Thursday, May 19, 2011
Happy 100th Birthday, Parks Canada!
The park system was formalized in 1911 as the Dominion Parks Branch. The wide open spaces of the nation became populated over time, and the government found it necessary to expropriate private land, sometimes whole communities, to clear the way for more parks. Following a public enquiry in 1980, the Act was revised so that the practice of expropriation was prohibited. Negotiations and public consultations became part of the process, and out of these consultations came the emphasis on environmental protection and conservation of ecological values. Parks Canada has evolved with the goal to have a national park or national park reserve in each of 39 ecological regions of Canada.
Recent national park acquisitions and management plans have taken care to include First Nations so that lands that have aboriginal claim can be part of the Parks Canada system. These park lands, designated as Park Reserves, were made possible by a 1976 amendment to the National Parks Act that required Parks Canada to negotiate agreements with First Nations who have unresolved land claims to the area.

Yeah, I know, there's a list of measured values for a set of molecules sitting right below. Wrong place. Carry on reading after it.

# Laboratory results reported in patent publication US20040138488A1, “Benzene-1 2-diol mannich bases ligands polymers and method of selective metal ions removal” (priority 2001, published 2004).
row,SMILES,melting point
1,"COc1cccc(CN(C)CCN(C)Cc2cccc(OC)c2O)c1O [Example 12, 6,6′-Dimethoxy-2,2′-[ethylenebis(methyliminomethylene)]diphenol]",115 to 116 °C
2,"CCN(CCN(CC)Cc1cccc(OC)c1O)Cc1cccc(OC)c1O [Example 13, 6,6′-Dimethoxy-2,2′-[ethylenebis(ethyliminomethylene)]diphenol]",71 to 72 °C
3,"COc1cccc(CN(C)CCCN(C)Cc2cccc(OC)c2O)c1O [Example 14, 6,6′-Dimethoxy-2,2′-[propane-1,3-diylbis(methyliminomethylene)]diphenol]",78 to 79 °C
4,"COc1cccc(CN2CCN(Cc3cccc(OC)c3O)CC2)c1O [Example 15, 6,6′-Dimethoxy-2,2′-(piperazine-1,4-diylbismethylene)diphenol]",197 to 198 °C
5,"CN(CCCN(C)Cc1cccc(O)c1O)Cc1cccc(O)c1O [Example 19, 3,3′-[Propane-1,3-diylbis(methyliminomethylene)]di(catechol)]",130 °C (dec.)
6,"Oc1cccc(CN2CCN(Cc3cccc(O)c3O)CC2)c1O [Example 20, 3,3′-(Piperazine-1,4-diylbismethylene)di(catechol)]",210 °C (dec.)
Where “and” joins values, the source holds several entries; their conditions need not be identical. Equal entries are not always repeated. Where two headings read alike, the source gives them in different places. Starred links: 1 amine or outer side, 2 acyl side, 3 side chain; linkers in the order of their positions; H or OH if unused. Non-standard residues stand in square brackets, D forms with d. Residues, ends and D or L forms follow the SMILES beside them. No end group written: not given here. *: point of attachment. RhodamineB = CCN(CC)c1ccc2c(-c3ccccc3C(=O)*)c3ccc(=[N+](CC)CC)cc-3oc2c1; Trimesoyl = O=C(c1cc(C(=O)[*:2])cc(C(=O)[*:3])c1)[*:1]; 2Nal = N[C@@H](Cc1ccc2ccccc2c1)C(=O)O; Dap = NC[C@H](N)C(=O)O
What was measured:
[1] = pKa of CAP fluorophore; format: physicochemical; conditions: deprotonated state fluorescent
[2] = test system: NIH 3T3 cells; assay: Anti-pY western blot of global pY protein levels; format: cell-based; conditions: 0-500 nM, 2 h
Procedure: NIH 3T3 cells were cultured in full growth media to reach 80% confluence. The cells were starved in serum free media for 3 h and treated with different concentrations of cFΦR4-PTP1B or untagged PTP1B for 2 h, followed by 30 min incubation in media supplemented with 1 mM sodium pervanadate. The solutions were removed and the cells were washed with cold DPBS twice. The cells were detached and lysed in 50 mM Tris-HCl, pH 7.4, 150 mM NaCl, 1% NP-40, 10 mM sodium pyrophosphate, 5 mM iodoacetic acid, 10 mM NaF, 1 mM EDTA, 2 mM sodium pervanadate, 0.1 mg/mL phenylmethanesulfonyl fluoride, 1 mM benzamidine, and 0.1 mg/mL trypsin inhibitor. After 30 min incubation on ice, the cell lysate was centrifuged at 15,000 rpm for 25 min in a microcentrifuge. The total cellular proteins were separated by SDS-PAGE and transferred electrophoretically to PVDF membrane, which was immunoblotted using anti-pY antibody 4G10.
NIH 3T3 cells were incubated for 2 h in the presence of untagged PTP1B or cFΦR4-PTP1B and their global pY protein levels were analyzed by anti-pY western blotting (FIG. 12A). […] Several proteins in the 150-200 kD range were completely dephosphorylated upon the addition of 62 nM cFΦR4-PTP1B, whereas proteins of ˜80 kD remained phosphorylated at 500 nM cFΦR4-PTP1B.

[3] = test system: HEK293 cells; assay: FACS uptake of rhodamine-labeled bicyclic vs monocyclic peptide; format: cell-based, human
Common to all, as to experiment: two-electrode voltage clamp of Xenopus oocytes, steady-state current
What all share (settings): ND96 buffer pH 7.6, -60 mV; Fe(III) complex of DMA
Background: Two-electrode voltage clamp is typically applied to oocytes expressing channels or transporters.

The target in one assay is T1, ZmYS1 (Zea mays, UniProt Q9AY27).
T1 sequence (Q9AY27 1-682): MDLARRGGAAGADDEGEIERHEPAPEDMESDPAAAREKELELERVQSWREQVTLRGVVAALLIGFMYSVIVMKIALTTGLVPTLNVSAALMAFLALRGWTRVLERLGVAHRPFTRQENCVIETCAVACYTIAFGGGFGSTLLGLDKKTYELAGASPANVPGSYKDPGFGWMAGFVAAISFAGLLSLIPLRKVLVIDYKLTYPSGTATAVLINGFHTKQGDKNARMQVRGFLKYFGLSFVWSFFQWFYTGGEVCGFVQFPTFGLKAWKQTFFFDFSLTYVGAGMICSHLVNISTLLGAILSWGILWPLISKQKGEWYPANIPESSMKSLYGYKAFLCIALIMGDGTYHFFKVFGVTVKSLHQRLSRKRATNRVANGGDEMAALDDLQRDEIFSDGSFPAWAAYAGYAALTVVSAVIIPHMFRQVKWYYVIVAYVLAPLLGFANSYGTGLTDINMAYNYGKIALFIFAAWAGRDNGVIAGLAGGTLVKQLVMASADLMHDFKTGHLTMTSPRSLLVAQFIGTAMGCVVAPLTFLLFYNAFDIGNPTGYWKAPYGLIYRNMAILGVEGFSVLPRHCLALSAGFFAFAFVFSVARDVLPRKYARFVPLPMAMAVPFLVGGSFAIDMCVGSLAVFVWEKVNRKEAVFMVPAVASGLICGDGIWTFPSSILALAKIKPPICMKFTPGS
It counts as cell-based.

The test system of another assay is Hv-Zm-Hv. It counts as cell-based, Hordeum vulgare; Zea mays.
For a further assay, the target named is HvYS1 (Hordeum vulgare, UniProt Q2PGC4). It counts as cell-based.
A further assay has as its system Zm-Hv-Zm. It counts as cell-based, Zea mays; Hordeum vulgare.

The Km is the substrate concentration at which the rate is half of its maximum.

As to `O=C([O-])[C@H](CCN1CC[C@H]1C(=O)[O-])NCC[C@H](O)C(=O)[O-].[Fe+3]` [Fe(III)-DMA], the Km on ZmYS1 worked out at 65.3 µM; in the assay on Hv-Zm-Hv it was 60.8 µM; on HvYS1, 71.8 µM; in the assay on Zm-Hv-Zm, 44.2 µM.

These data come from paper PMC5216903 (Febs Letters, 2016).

We are also celebrating the 8th anniversary of the Gulf Islands National Park Reserve (GINPR), one of several park reserves established and managed through consultation with First Nations. The Gulf Islands National Park Reserve represents the Strait of Georgia Lowlands natural region, protecting approximately 26 square km in 29 sites on 15 islands including 30 islets and reefs, with special attention to the endangered Garry oak ecosystem. Visitors are welcome, and are reminded to keep dogs on a leash, to not feed the wildlife and stay on the designated trails. As part of the celebrations, Parks Canada is hosting a Centennial Geocache Challenge – the first 100 visitors to complete the cache will receive a limited edition centennial geocoin.